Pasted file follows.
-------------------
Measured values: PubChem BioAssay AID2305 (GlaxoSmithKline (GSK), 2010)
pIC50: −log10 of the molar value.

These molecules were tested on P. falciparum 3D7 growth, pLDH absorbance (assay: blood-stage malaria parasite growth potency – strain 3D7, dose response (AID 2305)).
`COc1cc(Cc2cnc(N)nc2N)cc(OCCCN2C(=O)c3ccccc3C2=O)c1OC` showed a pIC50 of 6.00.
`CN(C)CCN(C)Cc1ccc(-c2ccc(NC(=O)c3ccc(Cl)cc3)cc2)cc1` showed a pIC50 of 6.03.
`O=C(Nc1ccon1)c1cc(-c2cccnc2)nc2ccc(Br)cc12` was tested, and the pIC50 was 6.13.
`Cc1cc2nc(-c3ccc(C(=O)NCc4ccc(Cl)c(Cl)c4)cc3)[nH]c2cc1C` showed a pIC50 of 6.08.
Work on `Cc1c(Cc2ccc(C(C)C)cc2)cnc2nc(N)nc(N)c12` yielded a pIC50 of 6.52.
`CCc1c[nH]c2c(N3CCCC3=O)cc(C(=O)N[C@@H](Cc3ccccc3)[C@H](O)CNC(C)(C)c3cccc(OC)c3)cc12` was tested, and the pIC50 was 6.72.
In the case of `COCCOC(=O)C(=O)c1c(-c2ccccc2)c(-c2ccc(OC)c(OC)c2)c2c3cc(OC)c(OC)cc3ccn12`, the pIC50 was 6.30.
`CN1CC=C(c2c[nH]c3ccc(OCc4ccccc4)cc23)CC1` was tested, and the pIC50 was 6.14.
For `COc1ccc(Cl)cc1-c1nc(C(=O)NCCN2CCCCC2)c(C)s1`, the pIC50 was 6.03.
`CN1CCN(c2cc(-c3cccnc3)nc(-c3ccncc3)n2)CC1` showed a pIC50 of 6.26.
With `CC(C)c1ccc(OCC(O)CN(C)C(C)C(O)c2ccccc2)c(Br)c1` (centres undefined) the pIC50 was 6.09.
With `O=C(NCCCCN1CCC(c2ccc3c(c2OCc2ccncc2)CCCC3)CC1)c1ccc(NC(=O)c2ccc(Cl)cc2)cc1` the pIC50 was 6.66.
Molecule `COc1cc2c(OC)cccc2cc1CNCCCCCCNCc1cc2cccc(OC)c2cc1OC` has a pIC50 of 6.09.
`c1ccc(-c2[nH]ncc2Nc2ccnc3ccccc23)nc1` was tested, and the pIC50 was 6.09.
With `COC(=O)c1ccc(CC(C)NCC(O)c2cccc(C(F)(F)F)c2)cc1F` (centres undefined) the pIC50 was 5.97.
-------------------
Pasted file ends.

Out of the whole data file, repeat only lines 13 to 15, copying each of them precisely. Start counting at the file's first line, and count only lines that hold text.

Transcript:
`CN1CCN(c2cc(-c3cccnc3)nc(-c3ccncc3)n2)CC1` showed a pIC50 of 6.26.
With `CC(C)c1ccc(OCC(O)CN(C)C(C)C(O)c2ccccc2)c(Br)c1` (centres undefined) the pIC50 was 6.09.
With `O=C(NCCCCN1CCC(c2ccc3c(c2OCc2ccncc2)CCCC3)CC1)c1ccc(NC(=O)c2ccc(Cl)cc2)cc1` the pIC50 was 6.66.